How Strong is your Peer Support Program?
by Antone P. Braga
While emergency communications are essential in time of crisis, there is little if any focus on the insurance industry’s role and lack of meaningful information available to policyholders as well as to adjusters. Crucial information should reach the insuring public and adjusters alike. The insured public should be provided disaster insurance rights and rules of recovery as a matter of course at the inception of insurance, so that everyone is fully informed from the outset.
I would say consumers make up the largest peer group, and insurance consumers the largest portion of that group. Yet it is this segment that lacks fundamental consumer protection in time of disaster, of all times! How can that be? Where is the critical support? Insurance agents? Insurance adjusters? States’ Departments of Insurance? States’ Governors? First responders? Red Cross? FEMA? Etc.? As a starting point for insurance consumers to answer, “How Strong is your Peer Support Program?,” one needs to first understand government’s and industry’s willingness to participate on behalf of the consumer, or not, and the basic premise and image of the industry in its advertising, compared to law and to what extent we insurance consumers need to help through our own Peer Support Program:
The Cat In Your Hat
President Obama: revealing dialogueMany people think only the person representing the insurance company is considered an adjuster. And historically, the policyholder has been considered for lack of a better word the adjustee, or the one receiving the adjustment. If you can’t imagine yourself as an adjuster, it is probably because of the word itself. When adjusting is foreign to your background, education and experience, it only follows you would have difficulty assuming that role.
Traditionally, an adjuster is a person who makes a determination of the amount of a loss, liability, or claim on behalf of a principal (insurance company or policyholder). A company adjuster or independent adjuster is hired by the insurance company, is paid from the policyholder premiums, and represents the insurance company in determination of the insured loss and liability of the company. A policyholder adjuster or public adjuster is hired by the policyholder, is paid from the policyholder settlement, and represents the policyholder in determination of the insured loss and claim of the policyholder. Each acts as an agent for their respective clients. In most U.S. States where adjusters are licensed at all, they are licensed to act either exclusively for the insurance company or exclusively for the policyholder never both at the same time. They are two separate worlds with separate interests to protect.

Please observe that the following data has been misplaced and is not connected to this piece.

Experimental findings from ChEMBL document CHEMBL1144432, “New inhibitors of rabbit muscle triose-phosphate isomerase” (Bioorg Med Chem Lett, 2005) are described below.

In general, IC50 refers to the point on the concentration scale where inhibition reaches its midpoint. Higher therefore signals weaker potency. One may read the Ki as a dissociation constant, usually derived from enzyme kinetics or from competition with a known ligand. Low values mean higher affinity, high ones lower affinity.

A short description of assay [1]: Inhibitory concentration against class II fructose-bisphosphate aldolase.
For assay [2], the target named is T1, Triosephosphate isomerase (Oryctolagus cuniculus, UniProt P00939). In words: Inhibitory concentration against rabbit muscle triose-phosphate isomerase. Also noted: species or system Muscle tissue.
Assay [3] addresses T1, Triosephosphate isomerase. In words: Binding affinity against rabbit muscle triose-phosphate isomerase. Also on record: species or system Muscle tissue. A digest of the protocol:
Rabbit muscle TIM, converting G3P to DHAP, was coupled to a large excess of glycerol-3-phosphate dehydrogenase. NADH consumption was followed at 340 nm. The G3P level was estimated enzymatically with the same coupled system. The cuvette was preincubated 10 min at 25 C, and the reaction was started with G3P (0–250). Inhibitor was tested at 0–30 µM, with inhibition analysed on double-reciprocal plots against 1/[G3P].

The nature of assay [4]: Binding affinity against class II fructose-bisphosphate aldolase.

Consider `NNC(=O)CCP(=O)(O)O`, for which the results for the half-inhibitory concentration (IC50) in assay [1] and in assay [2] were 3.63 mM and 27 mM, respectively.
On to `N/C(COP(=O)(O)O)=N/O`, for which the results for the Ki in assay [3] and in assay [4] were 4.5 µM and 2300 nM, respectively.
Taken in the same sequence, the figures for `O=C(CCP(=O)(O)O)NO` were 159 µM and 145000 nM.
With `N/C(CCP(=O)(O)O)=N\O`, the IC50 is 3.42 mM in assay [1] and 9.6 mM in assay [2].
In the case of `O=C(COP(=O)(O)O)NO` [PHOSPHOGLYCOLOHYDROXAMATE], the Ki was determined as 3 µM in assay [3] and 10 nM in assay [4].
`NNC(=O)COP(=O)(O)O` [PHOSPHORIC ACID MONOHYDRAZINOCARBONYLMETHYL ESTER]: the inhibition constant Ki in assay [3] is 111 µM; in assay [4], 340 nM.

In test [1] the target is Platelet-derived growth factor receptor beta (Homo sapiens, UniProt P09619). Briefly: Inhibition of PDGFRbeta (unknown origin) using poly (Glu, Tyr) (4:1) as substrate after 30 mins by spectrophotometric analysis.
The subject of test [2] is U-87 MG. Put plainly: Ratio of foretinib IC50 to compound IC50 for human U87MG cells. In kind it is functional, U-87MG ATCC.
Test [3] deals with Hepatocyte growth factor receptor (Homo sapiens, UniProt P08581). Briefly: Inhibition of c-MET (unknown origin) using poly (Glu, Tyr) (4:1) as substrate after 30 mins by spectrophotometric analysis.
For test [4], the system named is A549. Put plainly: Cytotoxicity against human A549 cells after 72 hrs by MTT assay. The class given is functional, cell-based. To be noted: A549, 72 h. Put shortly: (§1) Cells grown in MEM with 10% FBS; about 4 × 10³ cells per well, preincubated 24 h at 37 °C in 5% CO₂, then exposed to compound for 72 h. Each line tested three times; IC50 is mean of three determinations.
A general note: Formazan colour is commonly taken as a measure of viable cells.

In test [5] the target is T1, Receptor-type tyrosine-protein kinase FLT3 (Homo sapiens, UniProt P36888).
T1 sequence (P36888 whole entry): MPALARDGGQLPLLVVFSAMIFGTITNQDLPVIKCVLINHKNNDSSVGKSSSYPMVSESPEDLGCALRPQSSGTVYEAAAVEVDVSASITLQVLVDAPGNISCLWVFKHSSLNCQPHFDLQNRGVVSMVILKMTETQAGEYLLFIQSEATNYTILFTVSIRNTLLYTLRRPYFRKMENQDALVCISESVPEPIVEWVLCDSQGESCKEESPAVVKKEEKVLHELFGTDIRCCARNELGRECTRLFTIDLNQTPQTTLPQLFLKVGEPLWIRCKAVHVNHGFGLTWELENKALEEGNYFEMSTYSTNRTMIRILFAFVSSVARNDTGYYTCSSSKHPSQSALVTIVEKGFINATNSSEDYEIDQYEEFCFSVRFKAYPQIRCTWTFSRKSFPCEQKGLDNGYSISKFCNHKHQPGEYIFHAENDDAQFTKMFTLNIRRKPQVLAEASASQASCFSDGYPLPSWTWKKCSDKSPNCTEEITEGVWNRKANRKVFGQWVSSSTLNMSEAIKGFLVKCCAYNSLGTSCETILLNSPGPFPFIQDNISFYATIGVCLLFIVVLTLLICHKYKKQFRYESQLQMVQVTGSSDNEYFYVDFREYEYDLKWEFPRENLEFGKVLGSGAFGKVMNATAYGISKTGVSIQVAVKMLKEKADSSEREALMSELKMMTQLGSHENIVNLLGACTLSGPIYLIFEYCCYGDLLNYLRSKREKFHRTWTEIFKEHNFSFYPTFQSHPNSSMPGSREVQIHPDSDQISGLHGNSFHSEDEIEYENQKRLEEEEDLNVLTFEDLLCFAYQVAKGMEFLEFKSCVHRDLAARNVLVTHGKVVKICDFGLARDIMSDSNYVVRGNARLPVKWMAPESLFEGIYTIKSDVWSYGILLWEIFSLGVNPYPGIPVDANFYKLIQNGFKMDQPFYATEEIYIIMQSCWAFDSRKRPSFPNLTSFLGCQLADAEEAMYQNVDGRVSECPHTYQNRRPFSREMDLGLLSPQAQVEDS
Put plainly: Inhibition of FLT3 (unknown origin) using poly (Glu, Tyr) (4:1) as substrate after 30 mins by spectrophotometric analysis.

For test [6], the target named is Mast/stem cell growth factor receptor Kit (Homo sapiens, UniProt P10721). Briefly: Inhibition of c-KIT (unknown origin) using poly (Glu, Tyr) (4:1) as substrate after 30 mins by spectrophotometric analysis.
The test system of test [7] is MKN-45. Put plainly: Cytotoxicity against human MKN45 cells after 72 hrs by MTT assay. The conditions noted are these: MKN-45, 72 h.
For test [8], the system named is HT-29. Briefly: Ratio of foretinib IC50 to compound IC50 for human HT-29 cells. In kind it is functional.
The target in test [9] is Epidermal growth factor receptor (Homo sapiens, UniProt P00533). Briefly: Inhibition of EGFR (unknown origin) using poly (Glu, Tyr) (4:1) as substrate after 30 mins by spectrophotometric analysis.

As a policyholder you should be aware of your adjusting options:
1) You may act as your own adjuster in dealing with the company adjuster (calculate, prepare and adjust your claims on your behalf).
2) You may hire a policyholder adjuster to deal with the company adjuster (calculate, prepare and adjust your claims on your behalf).
3) You may give up your authority to the company adjuster (calculate, prepare and adjust your claims on behalf of. . .anyone’s guess).
Seriously, one adjuster serving just one interest in any one transaction is plenty!
It is a blatant conflict of interest for the payer to represent the payee in a payment transaction, notwithstanding how usual insurance claim business is conducted between companies and policyholders. However, awareness is in the process to change that conflict of interest back to how intended and written in the insurance policy. It is a simple fix to revert to the language in the insurance policy itself, long ignored and all but lost from modern usage in favor of co-mingled interests when companies deal directly with their policyholders. These very words, in legal terms, have stood the test of time. I do believe that eventually our assumed, commingled interests will be once again separated as they were originally intended, surely as any conflict of interest is worthy of separation.
The quickest way to the best settlement for both sides is through cooperative enterprise. If both sides enter on a collaborative basis, there is a strong likelihood that each will strive for common goals. These common goals may have different values to each side, but their existence provides a channel for dialogue. Dialogue is an exchange of opinions or ideas, the free interchange of different points of view. It is through this interchange that each side can recognize its strengths and weaknesses, and accordingly make claim adjustments.
© 2014 APB